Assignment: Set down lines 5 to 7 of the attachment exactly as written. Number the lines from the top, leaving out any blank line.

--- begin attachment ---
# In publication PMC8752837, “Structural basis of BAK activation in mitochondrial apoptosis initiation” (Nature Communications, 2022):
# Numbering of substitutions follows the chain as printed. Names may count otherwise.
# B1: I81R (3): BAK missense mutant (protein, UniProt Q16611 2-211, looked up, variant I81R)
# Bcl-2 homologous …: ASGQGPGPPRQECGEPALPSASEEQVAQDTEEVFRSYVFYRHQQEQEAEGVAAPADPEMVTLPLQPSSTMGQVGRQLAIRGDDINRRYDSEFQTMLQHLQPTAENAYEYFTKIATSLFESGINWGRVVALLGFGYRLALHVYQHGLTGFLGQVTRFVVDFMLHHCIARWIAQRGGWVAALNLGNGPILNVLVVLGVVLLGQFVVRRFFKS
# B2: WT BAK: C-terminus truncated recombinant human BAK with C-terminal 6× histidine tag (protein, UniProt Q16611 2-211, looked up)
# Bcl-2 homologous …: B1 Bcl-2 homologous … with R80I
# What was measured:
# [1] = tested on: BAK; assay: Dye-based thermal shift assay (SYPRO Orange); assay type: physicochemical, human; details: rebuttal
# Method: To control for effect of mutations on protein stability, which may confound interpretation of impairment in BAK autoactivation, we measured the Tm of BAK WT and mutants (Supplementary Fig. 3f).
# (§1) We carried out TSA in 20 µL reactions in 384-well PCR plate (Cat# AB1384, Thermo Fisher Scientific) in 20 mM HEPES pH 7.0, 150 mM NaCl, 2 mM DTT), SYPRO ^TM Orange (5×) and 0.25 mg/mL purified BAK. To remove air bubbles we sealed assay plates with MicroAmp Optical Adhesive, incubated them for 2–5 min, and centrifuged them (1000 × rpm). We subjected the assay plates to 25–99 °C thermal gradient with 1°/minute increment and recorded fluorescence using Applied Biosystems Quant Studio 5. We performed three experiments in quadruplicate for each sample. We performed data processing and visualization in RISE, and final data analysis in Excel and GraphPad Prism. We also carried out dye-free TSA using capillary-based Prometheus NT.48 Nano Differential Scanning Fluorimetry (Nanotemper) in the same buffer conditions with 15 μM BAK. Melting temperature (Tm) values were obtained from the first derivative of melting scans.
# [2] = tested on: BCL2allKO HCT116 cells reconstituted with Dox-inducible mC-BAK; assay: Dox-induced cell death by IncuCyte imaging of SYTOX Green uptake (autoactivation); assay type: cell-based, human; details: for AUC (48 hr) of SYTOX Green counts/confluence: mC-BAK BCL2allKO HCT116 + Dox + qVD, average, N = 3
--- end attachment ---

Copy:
# B2: WT BAK: C-terminus truncated recombinant human BAK with C-terminal 6× histidine tag (protein, UniProt Q16611 2-211, looked up)
# Bcl-2 homologous …: B1 Bcl-2 homologous … with R80I
# What was measured: